In his comments at the annual meeting of the American Association for the Advancement of Science (AAAS) two weeks ago, President Bill Clinton echoed a refrain from his State of the Union address in which he tempered his enthusiasm for scientific progress with a call to "see that science serves humanity, and not the other way around." This disquieting sentiment-that science, like Dr. Frankenstein's monster, is poised to wreak havoc on its creator-has a currency today that should alarm us as scie

Commentary

Doubling Research Means Doubling Education
Doubling Research Means Doubling Education
It is encouraging that a bipartisan congressional leadership has called for a doubling of the current level of federal investment in research within the next 10 years. And the Clinton administration's budget submission is a clear indication that the other end of Pennsylvania Avenue heard the call. But with this call and reponse comes a major responsibility to make a credible argument for such enhancement, and we scientists and engineers must do our part to make that case. True, even the call a

Letter

Meta-Analysis
Meta-Analysis
I have read the article entitled "With Increasing Use Of Meta-Analysis Come Efforts To Boost Validity" (S.P. Hoffert, The Scientist, Jan. 5, 1998, page 7) with some interest, and I would like to comment on a few points. Everybody likes to write and to publish positive results of clinical trials much more than negative results. Thus, it is the responsibility of the editors of biomedical journals to work against their own bias and ensure that results of so-called negative trials are published as
Postdoctoral Fellows
Postdoctoral Fellows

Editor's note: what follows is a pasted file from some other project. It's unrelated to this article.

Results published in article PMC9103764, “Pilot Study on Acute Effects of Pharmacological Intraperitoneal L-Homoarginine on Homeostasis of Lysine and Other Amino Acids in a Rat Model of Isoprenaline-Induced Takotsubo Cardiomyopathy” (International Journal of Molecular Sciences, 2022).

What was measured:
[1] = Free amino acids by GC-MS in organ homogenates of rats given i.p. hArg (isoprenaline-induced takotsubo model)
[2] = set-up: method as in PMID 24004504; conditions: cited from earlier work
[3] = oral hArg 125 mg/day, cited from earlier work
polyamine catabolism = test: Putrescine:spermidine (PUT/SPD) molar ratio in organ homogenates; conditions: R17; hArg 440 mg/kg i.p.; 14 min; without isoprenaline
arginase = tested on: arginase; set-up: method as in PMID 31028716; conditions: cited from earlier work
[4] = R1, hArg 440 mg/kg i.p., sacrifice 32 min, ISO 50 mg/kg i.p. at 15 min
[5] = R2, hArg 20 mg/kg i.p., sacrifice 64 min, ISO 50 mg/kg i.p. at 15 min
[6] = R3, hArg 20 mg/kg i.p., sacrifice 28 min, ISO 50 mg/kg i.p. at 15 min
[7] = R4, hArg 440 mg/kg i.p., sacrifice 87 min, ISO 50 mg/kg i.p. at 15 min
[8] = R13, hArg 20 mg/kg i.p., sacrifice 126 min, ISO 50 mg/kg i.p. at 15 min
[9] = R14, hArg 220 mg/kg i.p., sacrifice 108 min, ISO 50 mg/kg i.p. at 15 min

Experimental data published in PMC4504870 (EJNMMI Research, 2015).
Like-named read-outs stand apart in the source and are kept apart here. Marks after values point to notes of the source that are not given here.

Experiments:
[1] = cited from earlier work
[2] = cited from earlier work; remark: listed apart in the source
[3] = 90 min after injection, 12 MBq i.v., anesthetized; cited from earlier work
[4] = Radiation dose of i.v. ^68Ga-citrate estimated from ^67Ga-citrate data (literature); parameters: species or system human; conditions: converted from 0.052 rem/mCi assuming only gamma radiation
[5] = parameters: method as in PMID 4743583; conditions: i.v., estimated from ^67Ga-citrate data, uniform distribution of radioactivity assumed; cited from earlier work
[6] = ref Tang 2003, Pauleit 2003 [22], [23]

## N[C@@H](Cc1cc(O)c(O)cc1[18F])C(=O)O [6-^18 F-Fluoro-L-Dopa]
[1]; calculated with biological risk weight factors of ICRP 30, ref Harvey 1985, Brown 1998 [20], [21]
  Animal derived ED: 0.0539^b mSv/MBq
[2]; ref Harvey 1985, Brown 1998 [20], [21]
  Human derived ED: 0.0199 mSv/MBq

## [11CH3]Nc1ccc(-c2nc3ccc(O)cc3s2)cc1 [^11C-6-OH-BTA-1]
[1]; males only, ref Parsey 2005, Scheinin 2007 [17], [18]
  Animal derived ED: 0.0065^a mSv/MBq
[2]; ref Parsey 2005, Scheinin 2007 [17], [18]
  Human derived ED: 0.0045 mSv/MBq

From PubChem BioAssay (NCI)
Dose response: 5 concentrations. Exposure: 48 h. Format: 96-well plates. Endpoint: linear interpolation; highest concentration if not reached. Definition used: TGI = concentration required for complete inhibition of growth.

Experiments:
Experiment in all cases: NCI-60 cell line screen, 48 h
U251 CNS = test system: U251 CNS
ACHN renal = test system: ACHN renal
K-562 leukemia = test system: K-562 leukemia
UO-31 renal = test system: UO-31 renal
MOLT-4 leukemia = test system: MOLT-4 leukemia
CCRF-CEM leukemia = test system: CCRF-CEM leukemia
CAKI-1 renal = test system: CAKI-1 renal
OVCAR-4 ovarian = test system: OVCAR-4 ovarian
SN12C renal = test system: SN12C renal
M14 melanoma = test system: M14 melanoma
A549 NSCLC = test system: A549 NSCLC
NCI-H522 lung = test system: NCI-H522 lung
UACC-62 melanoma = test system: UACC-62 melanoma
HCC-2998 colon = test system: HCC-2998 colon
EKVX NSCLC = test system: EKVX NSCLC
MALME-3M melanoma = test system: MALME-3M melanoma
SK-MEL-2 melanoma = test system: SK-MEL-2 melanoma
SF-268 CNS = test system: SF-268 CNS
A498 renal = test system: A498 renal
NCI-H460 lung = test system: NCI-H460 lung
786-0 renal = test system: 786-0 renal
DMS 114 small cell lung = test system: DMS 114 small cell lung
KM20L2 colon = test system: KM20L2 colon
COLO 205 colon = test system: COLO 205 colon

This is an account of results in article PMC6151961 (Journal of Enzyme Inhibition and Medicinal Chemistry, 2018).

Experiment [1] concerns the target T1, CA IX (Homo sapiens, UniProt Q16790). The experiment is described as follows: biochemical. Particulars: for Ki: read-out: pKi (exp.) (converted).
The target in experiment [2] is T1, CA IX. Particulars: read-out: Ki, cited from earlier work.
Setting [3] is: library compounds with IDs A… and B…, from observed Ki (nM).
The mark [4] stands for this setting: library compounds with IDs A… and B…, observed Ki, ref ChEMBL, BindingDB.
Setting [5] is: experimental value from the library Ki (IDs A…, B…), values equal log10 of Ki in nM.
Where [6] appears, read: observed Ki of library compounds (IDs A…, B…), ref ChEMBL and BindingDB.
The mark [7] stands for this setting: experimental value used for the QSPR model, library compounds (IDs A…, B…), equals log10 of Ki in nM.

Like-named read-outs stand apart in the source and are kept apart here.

I read with considerable interest the recent article in The Scientist about the professional concerns of postdoctoral fellows (S. Bunk, The Scientist, Jan. 5, 1998, page 1). To bring postdoctoral fellows in our department into more active participation in the department outside their sponsors' laboratories, three years ago we instituted biweekly research meetings for them. These serve several purposes: Fellows present work in progress as quite informal "chalk talks" or, if they are ready to ent

Research

Chemokine Advances May Provide New HIV Therapies
Chemokine Advances May Provide New HIV Therapies
STAGED INVASION: Understanding the role of coreceptors CCR5 and CXCR4 provides a clearer picture of AIDS disease progression, says NIAID's Edward Berger. TAKING AIM: Chemokine receptors provided a fixed target for therapy, while the mutating HIV virus is a moving target, remarks NCI's Stephen J. O'Brien. Increased knowledge about the doorways HIV uses to enter cells has opened up new avenues of inquiry for AIDS researchers. Over the past several years, scientists have discovered several chemo

Hot Paper

Immunology